The excitement level in this house is working its way off the charts, so having four puppies and three dogs in our midst just seems appropriate.
Dear friends stopped by Sunday night for an impromptu supper and as we talked, we had to raise our voices over the excited yipping of the breakfast pups (Grits was hiding under the raised bed again – which makes his sisters go nuts. I think maybe they believe he really is gone when he does this.).
When Snoopy jumped up on one friend to assist him with his plate, he laughed and gently nudged him away. And when Frankie’s excitement veered towards the out-of-my-control level, they waited while we crated him.
I love that I have the kind of friends who don’t bat an eye at the dog chaos that has become my life.
The Breakfast pups are sweet, goofy, houndish pups who I am truly enjoying. They are affectionate (with tongues instead of teeth!) and happy and as puppies go, pretty easy to manage. Barkalona (aka Snoopy) is still a dreamboat (although he did figure out how to wiggle under the fence yesterday and had a happy runaround, cautiously checking out the horses, but thankfully, coming when I called!)
They are finding their adopters, and as soon as we get their tummies right, they will begin leaving. (Grits is still available if you’re looking for a super-sweet pup with houndish habits!) Amongst all the puppy-ness, I worry that Billie Jean is being overlooked. This is a really nice dog, people. Heart of gold and whip smart, this dog is a keeper.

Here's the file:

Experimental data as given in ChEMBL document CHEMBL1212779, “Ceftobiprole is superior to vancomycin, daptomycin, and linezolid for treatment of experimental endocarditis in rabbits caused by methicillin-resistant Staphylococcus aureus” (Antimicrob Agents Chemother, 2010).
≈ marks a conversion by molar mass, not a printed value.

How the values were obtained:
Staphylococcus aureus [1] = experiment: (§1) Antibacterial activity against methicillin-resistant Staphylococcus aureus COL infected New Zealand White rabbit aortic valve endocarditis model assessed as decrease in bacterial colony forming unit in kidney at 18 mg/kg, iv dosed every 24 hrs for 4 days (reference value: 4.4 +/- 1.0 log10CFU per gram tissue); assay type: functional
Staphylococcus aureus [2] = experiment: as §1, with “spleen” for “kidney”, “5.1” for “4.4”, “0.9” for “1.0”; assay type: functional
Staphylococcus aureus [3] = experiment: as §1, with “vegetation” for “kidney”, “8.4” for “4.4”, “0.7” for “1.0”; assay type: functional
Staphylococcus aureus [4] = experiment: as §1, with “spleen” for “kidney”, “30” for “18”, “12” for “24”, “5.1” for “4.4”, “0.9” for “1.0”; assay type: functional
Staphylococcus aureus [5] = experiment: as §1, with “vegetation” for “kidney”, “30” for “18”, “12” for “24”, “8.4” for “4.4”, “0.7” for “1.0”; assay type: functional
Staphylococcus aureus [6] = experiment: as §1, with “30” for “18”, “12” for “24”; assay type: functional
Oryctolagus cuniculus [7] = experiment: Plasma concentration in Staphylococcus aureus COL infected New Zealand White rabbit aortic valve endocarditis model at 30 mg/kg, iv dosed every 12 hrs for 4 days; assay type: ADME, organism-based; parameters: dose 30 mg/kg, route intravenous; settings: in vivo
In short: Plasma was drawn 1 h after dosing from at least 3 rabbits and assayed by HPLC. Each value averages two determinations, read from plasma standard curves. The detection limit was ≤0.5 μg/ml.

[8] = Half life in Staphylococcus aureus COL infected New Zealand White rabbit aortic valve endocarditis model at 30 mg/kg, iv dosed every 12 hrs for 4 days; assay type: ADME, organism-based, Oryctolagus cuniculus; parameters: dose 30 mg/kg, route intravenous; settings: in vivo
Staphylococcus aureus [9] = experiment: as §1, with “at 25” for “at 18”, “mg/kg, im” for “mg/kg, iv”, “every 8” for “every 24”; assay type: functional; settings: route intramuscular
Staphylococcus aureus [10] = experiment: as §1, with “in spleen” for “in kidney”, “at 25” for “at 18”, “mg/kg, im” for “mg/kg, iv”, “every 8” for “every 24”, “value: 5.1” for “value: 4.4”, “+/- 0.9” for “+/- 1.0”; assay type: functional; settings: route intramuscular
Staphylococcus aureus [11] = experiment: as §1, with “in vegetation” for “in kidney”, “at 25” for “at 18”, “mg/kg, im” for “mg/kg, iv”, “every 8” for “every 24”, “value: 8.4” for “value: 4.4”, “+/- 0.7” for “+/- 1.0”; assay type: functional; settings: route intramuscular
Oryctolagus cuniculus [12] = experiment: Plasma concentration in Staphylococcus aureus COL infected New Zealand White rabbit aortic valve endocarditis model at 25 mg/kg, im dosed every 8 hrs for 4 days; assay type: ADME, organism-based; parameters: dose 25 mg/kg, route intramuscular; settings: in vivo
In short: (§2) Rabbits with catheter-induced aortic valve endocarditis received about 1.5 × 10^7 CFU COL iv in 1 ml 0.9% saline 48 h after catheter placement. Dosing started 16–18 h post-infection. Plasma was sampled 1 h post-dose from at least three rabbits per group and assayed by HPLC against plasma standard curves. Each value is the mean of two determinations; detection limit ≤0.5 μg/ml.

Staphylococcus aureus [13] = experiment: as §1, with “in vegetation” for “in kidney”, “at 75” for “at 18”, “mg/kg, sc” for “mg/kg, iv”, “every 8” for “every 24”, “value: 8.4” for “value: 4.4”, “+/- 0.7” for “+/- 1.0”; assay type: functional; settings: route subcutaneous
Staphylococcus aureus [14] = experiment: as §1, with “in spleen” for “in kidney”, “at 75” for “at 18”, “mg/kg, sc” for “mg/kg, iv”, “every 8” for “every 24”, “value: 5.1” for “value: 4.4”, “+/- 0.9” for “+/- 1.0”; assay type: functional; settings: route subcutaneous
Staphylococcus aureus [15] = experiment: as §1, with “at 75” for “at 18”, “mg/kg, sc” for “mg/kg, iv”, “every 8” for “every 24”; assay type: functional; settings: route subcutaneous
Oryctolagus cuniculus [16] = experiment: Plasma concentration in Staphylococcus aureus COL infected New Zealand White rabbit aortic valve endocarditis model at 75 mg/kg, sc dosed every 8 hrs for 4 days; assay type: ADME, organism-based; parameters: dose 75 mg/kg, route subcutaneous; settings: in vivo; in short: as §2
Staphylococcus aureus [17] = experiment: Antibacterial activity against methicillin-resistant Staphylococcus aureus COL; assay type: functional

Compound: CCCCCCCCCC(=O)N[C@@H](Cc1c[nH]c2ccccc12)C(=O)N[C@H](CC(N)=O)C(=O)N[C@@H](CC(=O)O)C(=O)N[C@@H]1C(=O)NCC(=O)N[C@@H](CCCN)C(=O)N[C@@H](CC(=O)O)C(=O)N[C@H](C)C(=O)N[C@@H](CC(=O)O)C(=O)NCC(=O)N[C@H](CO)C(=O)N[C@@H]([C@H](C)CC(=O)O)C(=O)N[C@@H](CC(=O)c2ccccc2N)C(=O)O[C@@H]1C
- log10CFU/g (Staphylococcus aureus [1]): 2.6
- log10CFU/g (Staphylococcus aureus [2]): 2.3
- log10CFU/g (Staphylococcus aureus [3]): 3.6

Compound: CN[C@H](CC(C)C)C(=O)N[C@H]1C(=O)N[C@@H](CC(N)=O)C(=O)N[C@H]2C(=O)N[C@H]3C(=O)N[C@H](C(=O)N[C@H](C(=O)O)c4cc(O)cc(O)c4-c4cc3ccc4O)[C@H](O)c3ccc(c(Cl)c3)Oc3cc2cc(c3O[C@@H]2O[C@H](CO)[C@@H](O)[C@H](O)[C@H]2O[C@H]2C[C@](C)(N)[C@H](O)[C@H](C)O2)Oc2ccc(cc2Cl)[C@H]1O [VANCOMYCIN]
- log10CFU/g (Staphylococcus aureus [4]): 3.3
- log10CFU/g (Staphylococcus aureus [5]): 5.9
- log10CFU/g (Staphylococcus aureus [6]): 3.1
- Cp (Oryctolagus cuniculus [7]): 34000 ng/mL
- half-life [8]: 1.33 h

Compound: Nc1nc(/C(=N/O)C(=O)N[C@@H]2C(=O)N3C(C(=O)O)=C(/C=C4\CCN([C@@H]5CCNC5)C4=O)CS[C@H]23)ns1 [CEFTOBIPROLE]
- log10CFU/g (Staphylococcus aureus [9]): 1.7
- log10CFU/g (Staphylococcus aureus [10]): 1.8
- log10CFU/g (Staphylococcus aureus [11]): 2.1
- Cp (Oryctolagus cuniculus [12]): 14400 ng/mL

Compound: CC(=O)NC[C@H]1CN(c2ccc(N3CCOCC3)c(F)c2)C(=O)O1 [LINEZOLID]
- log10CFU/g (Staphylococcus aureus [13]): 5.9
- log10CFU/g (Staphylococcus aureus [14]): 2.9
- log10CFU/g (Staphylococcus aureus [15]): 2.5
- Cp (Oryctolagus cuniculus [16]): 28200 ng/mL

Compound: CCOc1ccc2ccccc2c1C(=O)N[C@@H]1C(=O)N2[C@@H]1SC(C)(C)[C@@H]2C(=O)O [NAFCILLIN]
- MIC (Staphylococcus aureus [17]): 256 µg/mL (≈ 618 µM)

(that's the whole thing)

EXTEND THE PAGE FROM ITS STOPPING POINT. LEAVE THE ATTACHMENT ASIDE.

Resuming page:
One of the great things about adopting through a foster home is I can give you a pretty good assessment of the dog in question. We’ve lived with Billie Jean for over a month now, so let me give you the rundown on Billie Jean:
Billie Jean is gorgeous. This is the most obvious stat on Billie Jean. Her pictures don’t do her justice. She is simply so much prettier in person (in dog?). The markings, the soft, soft coat, the deep, expressive eyes. She is a looker, plain and simple.
Ian calls her Kangaroo because she has six toes on her back feet. She does (kind of) resemble a kangaroo in that those big back feet can help her balance on her hind legs for long periods of time. She definitely missed her calling as a circus dog.
But she’s smart enough to be a circus dog. At times, I feel like she understands English. She certainly can read my mood and sometimes my mind. Billie is a sensitive soul and her devotion is almost embarrassing. Extremely food motivated, in the right hands, she could be quite the trick or agility dog.